whitefox CEO John Bond takes a newer breed of self-publishing, in the form of illustrated colour projects, into consideration.
When we think of successful indie publishing, there is a synaptic shortcut which takes us quickly to genre fiction, to crime and romance and, inevitably, to Kindle.
But in whitefox land here, we’re also aware of a thriving community of entrepreneurial writers and creators who have started to carve out their own niche within more complex, illustrated, colour projects. They may need more money upfront to enable professional input from designers, photographers and repro houses, but they also know they will be able to charge more for their end product as they look for a return on their initial investment. And many are driven by the desire to push traditional boundaries of expectations. The business book designed to look more like a recipe book, say. Or a series of blogs re-imagined in a coffee table format with infographics. Some of these books are potentially of interest to mainstream traditional publishers. They are well written, edited, and designed to a standard that meets their usual expectations. They are often conceived by individuals who already have a network and platform enabling them to sell their books internationally. So they come with a guarantee of sales that effectively underwrite the risk of holding stock and making them available through high street and online retailers.
But what publishers, trade or academic, will see are the economies of scale. They will see regular, standard formats. They will see black and white illustrations rather than photographs. They will see paperbacks rather than quirky hardbacks. It is understandable. To get sign-off from all internal stakeholders, they need projects that make the most economic sense for reprints and for the channels they are used to serving. What is the cookie-cutter solution that works best within the confines of the dreaded P&L?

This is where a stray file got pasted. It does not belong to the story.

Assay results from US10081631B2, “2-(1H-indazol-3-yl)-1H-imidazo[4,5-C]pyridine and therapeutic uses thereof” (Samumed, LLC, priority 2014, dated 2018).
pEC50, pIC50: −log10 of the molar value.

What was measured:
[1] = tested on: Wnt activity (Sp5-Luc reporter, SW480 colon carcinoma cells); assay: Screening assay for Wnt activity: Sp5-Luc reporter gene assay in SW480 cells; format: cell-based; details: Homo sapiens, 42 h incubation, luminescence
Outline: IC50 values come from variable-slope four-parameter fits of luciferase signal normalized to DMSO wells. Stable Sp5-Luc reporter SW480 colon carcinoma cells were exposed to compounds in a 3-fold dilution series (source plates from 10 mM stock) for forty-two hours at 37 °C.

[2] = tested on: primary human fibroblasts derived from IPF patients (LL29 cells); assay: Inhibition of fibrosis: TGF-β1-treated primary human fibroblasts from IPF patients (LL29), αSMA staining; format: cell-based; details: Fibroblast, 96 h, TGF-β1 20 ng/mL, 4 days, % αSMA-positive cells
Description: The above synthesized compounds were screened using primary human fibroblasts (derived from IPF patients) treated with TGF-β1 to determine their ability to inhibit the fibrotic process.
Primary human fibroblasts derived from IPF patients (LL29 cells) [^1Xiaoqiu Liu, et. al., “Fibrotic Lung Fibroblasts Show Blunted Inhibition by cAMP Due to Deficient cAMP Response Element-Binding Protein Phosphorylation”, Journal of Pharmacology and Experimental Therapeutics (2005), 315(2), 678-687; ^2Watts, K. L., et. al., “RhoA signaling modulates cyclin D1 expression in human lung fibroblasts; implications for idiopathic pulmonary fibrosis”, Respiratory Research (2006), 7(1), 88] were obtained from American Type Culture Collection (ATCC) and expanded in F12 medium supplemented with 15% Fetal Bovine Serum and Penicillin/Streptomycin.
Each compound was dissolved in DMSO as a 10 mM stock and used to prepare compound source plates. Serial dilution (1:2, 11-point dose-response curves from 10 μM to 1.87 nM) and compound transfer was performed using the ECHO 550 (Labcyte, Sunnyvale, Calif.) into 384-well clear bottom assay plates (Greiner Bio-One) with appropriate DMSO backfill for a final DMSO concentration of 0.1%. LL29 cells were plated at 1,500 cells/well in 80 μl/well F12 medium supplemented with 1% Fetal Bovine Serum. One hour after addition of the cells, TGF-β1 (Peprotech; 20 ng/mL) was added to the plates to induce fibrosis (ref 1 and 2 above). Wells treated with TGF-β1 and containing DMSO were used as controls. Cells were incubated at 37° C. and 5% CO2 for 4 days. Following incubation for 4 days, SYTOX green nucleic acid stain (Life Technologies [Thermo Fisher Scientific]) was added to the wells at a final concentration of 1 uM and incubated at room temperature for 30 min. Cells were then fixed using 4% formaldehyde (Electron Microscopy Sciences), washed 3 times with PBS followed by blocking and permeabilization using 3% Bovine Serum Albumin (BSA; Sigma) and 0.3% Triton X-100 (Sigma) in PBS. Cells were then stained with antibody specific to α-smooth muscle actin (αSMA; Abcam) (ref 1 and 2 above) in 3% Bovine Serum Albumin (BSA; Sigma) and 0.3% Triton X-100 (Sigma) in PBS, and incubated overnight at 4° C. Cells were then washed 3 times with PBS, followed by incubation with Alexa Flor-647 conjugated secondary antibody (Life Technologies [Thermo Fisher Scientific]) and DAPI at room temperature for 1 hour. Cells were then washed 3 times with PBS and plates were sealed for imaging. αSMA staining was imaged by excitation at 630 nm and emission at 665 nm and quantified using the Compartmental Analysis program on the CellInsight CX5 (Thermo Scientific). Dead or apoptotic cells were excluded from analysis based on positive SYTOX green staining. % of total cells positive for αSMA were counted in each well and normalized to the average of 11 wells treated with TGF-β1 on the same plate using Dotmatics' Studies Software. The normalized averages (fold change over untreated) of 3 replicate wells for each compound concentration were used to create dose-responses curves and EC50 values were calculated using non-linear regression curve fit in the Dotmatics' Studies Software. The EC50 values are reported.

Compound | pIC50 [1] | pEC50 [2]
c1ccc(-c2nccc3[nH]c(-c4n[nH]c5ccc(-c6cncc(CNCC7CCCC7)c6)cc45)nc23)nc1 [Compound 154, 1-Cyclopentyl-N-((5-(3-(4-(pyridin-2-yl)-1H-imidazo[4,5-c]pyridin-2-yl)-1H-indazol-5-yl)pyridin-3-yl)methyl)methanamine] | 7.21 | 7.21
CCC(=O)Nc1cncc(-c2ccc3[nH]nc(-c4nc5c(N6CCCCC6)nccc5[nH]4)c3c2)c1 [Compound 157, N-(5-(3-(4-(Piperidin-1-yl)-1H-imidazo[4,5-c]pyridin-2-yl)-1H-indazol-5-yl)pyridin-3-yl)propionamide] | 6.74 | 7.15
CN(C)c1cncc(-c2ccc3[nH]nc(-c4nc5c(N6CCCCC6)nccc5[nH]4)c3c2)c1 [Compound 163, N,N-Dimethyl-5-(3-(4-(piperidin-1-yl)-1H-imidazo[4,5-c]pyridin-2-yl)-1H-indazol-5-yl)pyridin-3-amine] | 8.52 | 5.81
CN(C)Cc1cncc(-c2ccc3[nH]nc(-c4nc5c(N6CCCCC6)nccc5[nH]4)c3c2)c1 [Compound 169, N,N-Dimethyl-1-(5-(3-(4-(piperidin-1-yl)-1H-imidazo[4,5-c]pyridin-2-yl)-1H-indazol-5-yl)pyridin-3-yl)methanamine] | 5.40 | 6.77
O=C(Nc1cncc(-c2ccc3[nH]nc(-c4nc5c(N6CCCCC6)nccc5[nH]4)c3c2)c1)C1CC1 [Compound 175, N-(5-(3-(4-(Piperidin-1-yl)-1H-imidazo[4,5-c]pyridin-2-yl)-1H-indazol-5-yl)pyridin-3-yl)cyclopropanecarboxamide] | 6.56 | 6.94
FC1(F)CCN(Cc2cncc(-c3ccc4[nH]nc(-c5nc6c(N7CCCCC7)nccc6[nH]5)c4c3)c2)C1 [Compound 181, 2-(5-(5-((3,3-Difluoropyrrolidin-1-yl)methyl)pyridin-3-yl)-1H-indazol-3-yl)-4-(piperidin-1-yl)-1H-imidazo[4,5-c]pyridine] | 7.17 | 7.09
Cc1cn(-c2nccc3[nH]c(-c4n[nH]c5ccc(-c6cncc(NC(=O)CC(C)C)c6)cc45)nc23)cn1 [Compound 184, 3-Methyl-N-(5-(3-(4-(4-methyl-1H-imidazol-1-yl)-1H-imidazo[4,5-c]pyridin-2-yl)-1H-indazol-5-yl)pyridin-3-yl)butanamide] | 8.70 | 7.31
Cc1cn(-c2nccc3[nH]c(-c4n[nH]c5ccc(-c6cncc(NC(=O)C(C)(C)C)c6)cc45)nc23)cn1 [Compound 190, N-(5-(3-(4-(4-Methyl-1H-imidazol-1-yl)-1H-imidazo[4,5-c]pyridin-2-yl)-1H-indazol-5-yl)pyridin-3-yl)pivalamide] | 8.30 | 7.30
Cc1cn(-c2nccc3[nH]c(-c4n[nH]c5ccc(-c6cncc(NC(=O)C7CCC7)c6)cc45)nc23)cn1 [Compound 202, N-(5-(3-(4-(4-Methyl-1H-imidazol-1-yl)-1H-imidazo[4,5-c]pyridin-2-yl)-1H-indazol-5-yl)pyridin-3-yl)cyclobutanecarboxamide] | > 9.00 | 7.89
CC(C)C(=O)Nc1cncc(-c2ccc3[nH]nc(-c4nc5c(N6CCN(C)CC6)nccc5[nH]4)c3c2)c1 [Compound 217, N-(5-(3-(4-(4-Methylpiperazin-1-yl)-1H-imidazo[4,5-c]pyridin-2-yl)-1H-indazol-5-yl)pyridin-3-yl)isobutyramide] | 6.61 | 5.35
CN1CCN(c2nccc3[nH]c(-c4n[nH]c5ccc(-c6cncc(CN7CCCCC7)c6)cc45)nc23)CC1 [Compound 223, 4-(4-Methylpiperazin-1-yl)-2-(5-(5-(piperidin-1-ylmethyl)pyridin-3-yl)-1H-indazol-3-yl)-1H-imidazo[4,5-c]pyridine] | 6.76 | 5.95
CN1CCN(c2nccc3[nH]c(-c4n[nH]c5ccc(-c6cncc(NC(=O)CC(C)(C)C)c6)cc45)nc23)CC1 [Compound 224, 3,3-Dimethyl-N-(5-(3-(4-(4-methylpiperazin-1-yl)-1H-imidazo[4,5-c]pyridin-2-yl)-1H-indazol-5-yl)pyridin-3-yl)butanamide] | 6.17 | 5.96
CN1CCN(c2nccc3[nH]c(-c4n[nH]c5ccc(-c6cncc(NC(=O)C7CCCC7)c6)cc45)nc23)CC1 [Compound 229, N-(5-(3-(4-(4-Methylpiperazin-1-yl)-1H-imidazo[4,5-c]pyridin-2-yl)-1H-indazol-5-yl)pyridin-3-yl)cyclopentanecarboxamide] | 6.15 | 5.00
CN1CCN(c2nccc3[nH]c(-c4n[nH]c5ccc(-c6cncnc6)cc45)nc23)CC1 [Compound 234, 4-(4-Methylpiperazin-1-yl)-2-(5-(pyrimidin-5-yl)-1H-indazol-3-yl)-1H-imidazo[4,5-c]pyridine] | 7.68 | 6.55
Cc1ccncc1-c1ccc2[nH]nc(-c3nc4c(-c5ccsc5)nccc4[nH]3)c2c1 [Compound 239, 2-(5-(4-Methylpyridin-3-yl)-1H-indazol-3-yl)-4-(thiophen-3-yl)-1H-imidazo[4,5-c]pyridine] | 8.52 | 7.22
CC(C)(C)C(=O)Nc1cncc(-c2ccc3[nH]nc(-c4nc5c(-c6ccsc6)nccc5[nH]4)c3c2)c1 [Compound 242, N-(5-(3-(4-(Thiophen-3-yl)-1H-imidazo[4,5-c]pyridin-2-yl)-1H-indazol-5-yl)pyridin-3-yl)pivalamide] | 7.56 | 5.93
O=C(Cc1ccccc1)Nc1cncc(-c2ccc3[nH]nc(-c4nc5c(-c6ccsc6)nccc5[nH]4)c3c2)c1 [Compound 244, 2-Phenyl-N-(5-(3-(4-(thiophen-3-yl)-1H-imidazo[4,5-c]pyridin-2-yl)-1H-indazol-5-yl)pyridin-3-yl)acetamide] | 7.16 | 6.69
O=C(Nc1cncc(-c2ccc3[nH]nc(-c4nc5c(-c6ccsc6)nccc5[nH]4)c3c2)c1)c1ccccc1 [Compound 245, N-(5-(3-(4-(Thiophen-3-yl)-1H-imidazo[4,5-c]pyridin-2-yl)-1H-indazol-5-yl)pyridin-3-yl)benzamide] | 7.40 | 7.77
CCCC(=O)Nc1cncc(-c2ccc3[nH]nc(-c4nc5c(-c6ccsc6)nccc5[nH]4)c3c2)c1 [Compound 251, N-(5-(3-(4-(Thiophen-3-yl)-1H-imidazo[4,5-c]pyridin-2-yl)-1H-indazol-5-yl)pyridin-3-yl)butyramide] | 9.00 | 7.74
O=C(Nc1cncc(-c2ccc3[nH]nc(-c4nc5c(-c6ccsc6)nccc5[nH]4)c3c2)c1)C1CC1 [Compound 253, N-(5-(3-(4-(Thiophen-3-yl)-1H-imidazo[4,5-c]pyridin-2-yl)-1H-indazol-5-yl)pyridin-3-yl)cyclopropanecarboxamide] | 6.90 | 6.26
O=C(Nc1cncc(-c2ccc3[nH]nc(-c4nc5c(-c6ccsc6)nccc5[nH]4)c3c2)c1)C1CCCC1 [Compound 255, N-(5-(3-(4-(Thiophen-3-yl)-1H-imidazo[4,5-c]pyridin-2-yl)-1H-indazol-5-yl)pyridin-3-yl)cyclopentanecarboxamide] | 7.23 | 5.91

But whitefox are starting to work with some writers who don’t want their book to look like every other book on a particular subject. They see the jarring of conventional reader expectations as a positive. And they know who their readership is and what they are likely to pay. So they are having to make a choice. Weighing up the credibility of a known imprint on the spine of their physical book, global distribution and exploitation of rights, and a 10% royalty versus a longer term, logistically challenging but ultimately more creative and financially rewarding DIY approach.
At least now there is a choice. And that really hasn’t always been the case.